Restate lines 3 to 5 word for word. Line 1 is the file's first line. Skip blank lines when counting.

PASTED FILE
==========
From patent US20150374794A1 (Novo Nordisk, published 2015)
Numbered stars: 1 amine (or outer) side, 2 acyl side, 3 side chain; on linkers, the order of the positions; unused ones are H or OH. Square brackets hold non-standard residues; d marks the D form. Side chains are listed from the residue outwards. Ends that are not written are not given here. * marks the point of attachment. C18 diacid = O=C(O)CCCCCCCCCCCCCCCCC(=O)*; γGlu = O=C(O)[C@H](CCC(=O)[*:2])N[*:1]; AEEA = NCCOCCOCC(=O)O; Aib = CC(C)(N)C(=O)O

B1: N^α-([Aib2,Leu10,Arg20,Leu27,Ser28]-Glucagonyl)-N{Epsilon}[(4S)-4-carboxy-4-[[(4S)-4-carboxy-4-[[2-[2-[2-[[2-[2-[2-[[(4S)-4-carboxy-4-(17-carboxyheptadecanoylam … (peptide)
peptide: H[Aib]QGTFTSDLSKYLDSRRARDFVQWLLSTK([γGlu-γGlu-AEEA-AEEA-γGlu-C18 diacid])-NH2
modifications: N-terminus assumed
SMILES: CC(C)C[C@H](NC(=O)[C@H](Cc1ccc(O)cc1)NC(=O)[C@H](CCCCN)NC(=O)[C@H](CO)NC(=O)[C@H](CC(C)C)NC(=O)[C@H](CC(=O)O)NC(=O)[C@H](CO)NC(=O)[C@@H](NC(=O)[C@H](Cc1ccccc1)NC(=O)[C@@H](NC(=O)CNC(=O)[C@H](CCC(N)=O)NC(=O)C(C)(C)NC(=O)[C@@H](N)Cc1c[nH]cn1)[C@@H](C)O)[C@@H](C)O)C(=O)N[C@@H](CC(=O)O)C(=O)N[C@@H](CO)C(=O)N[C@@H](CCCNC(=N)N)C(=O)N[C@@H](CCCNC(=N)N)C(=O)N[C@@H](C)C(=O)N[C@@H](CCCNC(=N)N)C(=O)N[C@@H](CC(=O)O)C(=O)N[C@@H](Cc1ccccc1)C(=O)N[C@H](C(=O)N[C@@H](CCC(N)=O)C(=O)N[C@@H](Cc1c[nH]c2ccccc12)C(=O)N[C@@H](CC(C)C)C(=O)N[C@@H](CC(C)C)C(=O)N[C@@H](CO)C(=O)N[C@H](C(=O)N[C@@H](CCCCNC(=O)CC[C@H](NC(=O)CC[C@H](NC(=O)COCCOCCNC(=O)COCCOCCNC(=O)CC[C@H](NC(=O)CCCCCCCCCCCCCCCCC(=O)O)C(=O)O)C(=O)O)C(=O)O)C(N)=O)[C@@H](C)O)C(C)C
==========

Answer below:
B1: N^α-([Aib2,Leu10,Arg20,Leu27,Ser28]-Glucagonyl)-N{Epsilon}[(4S)-4-carboxy-4-[[(4S)-4-carboxy-4-[[2-[2-[2-[[2-[2-[2-[[(4S)-4-carboxy-4-(17-carboxyheptadecanoylam … (peptide)
peptide: H[Aib]QGTFTSDLSKYLDSRRARDFVQWLLSTK([γGlu-γGlu-AEEA-AEEA-γGlu-C18 diacid])-NH2
modifications: N-terminus assumed